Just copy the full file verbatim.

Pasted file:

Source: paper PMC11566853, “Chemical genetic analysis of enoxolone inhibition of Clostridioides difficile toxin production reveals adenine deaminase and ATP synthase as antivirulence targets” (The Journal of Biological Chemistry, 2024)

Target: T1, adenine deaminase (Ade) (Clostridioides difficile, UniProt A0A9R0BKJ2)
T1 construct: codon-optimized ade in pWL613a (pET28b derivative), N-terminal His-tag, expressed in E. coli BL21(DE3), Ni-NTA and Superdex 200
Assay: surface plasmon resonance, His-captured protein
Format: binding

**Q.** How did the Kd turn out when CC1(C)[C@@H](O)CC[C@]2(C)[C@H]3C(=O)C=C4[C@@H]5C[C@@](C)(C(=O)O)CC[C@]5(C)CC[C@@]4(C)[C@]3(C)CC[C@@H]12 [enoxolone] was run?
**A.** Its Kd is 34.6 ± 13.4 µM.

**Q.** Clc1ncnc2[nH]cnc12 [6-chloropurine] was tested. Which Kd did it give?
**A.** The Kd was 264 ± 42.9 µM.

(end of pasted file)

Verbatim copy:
Source: paper PMC11566853, “Chemical genetic analysis of enoxolone inhibition of Clostridioides difficile toxin production reveals adenine deaminase and ATP synthase as antivirulence targets” (The Journal of Biological Chemistry, 2024)

Target: T1, adenine deaminase (Ade) (Clostridioides difficile, UniProt A0A9R0BKJ2)
T1 construct: codon-optimized ade in pWL613a (pET28b derivative), N-terminal His-tag, expressed in E. coli BL21(DE3), Ni-NTA and Superdex 200
Assay: surface plasmon resonance, His-captured protein
Format: binding

**Q.** How did the Kd turn out when CC1(C)[C@@H](O)CC[C@]2(C)[C@H]3C(=O)C=C4[C@@H]5C[C@@](C)(C(=O)O)CC[C@]5(C)CC[C@@]4(C)[C@]3(C)CC[C@@H]12 [enoxolone] was run?
**A.** Its Kd is 34.6 ± 13.4 µM.

**Q.** Clc1ncnc2[nH]cnc12 [6-chloropurine] was tested. Which Kd did it give?
**A.** The Kd was 264 ± 42.9 µM.